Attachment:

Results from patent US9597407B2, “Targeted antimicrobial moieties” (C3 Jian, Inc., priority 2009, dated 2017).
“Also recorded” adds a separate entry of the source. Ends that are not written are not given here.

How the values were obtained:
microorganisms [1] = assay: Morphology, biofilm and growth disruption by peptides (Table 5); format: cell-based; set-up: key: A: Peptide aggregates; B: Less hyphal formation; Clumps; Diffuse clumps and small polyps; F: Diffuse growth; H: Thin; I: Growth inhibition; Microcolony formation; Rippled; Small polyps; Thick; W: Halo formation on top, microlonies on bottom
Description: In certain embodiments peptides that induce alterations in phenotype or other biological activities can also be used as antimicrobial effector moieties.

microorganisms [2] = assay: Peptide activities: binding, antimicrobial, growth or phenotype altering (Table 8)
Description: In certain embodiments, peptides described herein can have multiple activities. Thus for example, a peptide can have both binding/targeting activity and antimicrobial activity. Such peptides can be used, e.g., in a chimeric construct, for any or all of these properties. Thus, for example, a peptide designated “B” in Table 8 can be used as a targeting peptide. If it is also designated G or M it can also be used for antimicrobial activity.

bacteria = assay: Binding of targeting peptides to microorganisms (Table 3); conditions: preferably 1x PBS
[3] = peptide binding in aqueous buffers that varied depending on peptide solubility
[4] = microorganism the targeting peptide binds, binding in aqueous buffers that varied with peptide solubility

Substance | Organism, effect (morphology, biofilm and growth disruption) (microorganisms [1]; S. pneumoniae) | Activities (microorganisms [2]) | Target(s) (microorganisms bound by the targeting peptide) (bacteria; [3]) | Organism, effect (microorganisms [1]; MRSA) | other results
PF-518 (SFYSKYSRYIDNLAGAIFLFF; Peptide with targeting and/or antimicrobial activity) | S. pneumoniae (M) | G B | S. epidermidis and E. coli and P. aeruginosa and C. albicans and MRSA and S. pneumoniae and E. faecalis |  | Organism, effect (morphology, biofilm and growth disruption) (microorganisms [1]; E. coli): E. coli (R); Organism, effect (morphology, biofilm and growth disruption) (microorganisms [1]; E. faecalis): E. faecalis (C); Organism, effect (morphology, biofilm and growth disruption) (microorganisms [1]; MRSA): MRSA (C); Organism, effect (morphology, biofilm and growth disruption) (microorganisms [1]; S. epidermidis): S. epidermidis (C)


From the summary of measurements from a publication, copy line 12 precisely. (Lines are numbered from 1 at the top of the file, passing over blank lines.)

PF-518 (SFYSKYSRYIDNLAGAIFLFF; Peptide with targeting and/or antimicrobial activity) | S. pneumoniae (M) | G B | S. epidermidis and E. coli and P. aeruginosa and C. albicans and MRSA and S. pneumoniae and E. faecalis |  | Organism, effect (morphology, biofilm and growth disruption) (microorganisms [1]; E. coli): E. coli (R); Organism, effect (morphology, biofilm and growth disruption) (microorganisms [1]; E. faecalis): E. faecalis (C); Organism, effect (morphology, biofilm and growth disruption) (microorganisms [1]; MRSA): MRSA (C); Organism, effect (morphology, biofilm and growth disruption) (microorganisms [1]; S. epidermidis): S. epidermidis (C)